A geyser is a hot spring that intermittently sends up fountainlike jets of water and
steam into the air. One of the world’s most famous geysers is Old Faithful in
Yellowstone National Park (USA). It blows out a 130-foot column of hot water and steam
for up to five minutes every hour. But Yellowstone’s Steamboat Geyser can send jets of
water up to 380 feet, making it the highest in the world. However, it was once outdone
by New Zealand’s Waimangu Geyser, which once sent water to heights of 1,500 feet in 1904.
Usually found in areas of volcanic activity, geysers and hot springs develop when
groundwater trickles deep into the earth. There, it is heated by hot gases and rock, and
trapped before it can return to the surface. Pressure begins to build until it becomes
to great that a pillar of steaming water erupts through cracks.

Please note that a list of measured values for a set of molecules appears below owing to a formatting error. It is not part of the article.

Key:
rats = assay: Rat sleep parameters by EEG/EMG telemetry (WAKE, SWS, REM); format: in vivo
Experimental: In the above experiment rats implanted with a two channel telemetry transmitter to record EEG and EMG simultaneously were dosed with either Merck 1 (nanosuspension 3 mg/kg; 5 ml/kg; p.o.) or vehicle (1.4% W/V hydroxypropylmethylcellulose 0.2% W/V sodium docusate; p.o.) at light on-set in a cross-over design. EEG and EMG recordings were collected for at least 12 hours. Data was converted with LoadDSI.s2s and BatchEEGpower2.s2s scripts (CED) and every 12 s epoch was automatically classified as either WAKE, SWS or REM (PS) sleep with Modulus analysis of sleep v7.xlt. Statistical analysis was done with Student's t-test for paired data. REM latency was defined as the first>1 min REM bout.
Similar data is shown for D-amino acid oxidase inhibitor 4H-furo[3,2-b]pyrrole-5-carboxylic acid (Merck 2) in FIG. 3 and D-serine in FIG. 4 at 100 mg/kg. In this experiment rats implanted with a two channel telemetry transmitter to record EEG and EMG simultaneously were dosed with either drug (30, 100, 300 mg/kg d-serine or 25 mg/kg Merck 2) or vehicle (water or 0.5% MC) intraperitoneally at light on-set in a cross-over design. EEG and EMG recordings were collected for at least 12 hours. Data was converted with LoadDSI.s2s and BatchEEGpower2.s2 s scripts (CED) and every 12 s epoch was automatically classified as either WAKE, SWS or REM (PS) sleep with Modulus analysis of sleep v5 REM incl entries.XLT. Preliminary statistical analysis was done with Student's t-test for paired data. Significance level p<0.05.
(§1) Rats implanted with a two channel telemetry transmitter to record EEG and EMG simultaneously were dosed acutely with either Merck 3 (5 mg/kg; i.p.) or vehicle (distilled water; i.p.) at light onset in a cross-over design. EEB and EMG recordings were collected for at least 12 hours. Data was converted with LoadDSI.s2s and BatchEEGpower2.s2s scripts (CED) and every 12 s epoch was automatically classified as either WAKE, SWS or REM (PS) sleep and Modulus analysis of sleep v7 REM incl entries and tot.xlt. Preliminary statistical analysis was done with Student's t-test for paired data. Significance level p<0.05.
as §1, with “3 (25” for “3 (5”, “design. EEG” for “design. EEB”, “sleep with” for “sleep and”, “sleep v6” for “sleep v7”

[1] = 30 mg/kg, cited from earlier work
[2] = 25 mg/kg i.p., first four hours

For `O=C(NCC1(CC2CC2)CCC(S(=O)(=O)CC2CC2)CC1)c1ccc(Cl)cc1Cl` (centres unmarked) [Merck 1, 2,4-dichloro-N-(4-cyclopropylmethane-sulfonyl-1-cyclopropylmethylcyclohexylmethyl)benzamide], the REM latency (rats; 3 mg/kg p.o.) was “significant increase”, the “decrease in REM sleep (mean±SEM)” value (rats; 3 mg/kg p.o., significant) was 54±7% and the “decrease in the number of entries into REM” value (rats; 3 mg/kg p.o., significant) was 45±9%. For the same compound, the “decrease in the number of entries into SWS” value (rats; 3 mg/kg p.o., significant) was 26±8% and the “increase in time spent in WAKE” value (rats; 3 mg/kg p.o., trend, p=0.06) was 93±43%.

Geysers get their name from a hot spring in southwestern Iceland. Its name is Geysir,
meaning “gusher” in Icelandic. When Norse settlers first arrived there in the Middle
Ages, it erupted three times a day, but stopped after a nearby volcano erupted in the
twentieth century. Most geysers, unlike Old Faithful, are irregular. Their eruptions
depend on changes in groundwater flow, surface pressure, and even the tides.
Geysers can also be used in beneficial ways. In Iceland, the Geysir helps heat the
capital city of Reykjavik. And at The Geysers, a place in northern California, steam is
trapped to generate electricity for a city of one million residents.